Friday, May 11, 2012
ARC Review: "Monument 14" by Emmy Laybourne
Publisher: Feiwel & Friends (Raincoast Books)
From Goodreads: "Your mother hollers that you’re going to miss the bus. She can see it coming down the street. You don’t stop and hug her and tell her you love her. You don’t thank her for being a good, kind, patient mother. Of course not—you hurdle down the stairs and make a run for the corner.Only, if it’s the last time you’ll ever see your mother, you sort of start to wish you’d stopped and did those things. Maybe even missed the bus.But the bus was barreling down our street, so I ran.Fourteen kids. One superstore. A million things that go wrong.
In Emmy Laybourne’s action-packed debut novel, six high school kids (some popular, some not), two eighth graders (one a tech genius), and six little kids trapped together in a chain superstore build a refuge for themselves inside. While outside, a series of escalating disasters, beginning with a monster hailstorm and ending with a chemical weapons spill, seems to be tearing the world—as they know it—apart."
I must admit that when I first started this book I was a bit hesitant- I thought that it would be like Suzanne Weyn's "Empty", that while enjoyable-ish was quite flat, however, this book was anything but! Unlike other books of this nature where I had only a "meh" attitude to the characters, the plot, and the likes of, in this book not only was I utterly engrossed and on the edge of my seat the entire time while reading it, but I also cared about the characters and their fates. One minute while reading it I was crying from laughing so hard (a result of the youngin's and all of the randomness that bubbled out of them) and the next I was tearing up because of all of the atrocities that said youngin's had to go through.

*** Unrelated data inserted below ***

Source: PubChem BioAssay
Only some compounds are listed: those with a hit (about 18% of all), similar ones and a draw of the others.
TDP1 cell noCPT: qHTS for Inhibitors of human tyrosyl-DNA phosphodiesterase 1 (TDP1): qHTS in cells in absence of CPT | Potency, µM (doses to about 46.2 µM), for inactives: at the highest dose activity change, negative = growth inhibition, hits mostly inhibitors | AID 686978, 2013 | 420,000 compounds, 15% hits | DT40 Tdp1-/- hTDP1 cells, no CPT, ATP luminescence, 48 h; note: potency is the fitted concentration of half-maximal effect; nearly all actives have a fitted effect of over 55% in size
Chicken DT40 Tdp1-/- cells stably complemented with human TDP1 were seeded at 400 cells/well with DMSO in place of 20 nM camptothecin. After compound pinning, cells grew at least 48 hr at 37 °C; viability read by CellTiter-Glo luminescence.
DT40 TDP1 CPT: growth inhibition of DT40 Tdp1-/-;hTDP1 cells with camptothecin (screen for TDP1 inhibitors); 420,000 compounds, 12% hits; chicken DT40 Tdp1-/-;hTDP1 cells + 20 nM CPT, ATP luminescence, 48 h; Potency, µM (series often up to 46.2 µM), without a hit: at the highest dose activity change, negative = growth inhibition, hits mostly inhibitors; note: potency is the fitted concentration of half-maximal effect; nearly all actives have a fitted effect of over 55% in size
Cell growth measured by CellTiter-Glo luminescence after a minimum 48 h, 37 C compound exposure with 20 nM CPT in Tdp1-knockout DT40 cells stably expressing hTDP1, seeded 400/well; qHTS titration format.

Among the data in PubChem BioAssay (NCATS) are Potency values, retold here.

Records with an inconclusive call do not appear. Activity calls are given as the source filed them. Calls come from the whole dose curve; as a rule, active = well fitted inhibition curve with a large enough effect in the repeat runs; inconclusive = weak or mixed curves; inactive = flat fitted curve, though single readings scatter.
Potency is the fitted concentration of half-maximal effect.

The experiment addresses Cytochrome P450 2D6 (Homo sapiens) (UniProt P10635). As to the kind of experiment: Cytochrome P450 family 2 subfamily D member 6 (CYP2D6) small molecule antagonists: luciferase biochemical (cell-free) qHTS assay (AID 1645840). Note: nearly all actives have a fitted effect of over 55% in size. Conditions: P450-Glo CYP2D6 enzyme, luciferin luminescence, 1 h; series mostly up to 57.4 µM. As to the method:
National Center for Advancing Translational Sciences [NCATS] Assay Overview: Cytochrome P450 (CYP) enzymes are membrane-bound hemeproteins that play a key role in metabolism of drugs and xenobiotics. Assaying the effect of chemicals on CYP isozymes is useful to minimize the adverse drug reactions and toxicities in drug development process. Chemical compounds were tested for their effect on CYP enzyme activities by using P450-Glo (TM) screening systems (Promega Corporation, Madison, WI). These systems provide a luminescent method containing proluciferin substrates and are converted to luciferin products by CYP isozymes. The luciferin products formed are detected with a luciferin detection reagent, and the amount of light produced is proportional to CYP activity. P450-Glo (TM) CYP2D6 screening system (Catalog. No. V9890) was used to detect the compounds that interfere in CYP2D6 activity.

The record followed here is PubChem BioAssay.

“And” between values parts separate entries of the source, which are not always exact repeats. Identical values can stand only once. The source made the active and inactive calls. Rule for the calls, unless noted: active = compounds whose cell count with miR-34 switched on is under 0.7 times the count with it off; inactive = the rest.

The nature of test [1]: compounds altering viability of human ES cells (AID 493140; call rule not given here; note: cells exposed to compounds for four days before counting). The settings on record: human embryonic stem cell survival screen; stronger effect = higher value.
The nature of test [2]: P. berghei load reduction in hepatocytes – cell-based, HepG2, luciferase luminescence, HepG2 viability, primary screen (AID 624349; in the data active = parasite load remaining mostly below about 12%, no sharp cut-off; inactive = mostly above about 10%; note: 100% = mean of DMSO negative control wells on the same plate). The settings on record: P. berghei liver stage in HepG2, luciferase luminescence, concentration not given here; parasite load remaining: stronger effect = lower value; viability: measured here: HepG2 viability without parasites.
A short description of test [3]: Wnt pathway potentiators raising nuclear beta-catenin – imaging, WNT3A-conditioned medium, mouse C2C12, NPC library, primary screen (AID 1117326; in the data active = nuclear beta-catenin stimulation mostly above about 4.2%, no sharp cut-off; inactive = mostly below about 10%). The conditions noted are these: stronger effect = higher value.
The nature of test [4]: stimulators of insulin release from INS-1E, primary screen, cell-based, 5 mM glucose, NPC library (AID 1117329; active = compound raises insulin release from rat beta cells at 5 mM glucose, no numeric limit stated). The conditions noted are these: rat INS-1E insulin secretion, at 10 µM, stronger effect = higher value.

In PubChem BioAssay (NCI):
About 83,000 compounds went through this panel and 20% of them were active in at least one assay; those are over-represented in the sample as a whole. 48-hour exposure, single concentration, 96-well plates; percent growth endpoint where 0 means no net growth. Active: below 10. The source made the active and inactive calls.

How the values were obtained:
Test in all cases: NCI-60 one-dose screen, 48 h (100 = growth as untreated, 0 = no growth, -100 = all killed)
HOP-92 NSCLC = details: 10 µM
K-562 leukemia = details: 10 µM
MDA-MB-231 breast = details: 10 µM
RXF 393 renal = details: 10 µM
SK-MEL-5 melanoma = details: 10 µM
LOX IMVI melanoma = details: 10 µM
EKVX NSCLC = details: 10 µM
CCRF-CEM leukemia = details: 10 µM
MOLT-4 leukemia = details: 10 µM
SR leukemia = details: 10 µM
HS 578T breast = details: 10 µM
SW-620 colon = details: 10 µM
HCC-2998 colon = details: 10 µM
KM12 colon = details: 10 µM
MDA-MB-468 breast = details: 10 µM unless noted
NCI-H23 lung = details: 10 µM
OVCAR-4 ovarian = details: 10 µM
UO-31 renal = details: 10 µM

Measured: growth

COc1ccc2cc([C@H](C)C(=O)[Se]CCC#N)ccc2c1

Each character was so dynamic and complex that I found it near impossible not to not care for and befriend them, from little Ulysses who was so lonely due to a language barrier, to the red-headed freckled twins who were one another's rocks, to straight-edged Niko, to Max, a loud talking tot with sketchy stories (who is reminiscent of Chuck from "One Tree Hill"), to Dean, a confused "kiddie cook/ booker" trying to find his place in the world and maybe get a girlfriend in the process.
That being said, I did have a problem with the book- the end. I personally despise books with ambiguous/ open-ended endings. I am very much an 'epilogue' sort of person- I LOVE for things to be laid out for me (ie. "This character survives", "This person dies", "The world fixes itself this way", etc.)- what can I say? I am fairly unimaginative when it comes to visualizing what happens to characters after their story comes to a close.
All in all, despite my complaints about the ending, this was a thrilling debut from Emmy Laybourne (not to mention a literal emotional roller coaster of a book- I'm typically not one to cry from books, but as mentioned, I did multiple times from reading this)- I can't wait to see what she has in store for us next (and I am very curious to see whether or not this is the first book in a series?).
I received this book from the publisher to read and review. I was not compensated in any way for said review.